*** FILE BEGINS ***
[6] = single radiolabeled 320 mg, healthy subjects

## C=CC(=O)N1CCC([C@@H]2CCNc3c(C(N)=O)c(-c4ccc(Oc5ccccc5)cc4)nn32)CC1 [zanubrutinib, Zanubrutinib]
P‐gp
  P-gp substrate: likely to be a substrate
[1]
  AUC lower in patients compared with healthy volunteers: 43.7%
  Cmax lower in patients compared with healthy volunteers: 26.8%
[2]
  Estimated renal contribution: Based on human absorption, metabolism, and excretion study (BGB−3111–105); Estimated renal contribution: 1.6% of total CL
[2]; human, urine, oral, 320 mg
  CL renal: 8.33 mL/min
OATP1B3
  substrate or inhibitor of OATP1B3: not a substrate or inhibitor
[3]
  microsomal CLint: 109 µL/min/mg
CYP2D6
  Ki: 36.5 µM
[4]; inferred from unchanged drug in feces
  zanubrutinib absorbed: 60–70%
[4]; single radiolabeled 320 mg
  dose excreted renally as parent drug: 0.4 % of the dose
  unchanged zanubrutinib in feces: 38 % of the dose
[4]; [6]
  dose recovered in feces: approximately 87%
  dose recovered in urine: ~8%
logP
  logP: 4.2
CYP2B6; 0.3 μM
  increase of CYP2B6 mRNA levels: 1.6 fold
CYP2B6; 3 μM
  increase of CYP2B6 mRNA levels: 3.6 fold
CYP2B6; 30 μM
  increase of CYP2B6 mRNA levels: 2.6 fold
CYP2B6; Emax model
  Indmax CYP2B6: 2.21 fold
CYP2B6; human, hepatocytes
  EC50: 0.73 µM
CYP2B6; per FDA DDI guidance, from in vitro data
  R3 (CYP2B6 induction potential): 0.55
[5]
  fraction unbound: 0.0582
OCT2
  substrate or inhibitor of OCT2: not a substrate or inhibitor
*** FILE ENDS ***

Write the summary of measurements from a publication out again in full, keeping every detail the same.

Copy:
[6] = single radiolabeled 320 mg, healthy subjects

## C=CC(=O)N1CCC([C@@H]2CCNc3c(C(N)=O)c(-c4ccc(Oc5ccccc5)cc4)nn32)CC1 [zanubrutinib, Zanubrutinib]
P‐gp
  P-gp substrate: likely to be a substrate
[1]
  AUC lower in patients compared with healthy volunteers: 43.7%
  Cmax lower in patients compared with healthy volunteers: 26.8%
[2]
  Estimated renal contribution: Based on human absorption, metabolism, and excretion study (BGB−3111–105); Estimated renal contribution: 1.6% of total CL
[2]; human, urine, oral, 320 mg
  CL renal: 8.33 mL/min
OATP1B3
  substrate or inhibitor of OATP1B3: not a substrate or inhibitor
[3]
  microsomal CLint: 109 µL/min/mg
CYP2D6
  Ki: 36.5 µM
[4]; inferred from unchanged drug in feces
  zanubrutinib absorbed: 60–70%
[4]; single radiolabeled 320 mg
  dose excreted renally as parent drug: 0.4 % of the dose
  unchanged zanubrutinib in feces: 38 % of the dose
[4]; [6]
  dose recovered in feces: approximately 87%
  dose recovered in urine: ~8%
logP
  logP: 4.2
CYP2B6; 0.3 μM
  increase of CYP2B6 mRNA levels: 1.6 fold
CYP2B6; 3 μM
  increase of CYP2B6 mRNA levels: 3.6 fold
CYP2B6; 30 μM
  increase of CYP2B6 mRNA levels: 2.6 fold
CYP2B6; Emax model
  Indmax CYP2B6: 2.21 fold
CYP2B6; human, hepatocytes
  EC50: 0.73 µM
CYP2B6; per FDA DDI guidance, from in vitro data
  R3 (CYP2B6 induction potential): 0.55
[5]
  fraction unbound: 0.0582
OCT2
  substrate or inhibitor of OCT2: not a substrate or inhibitor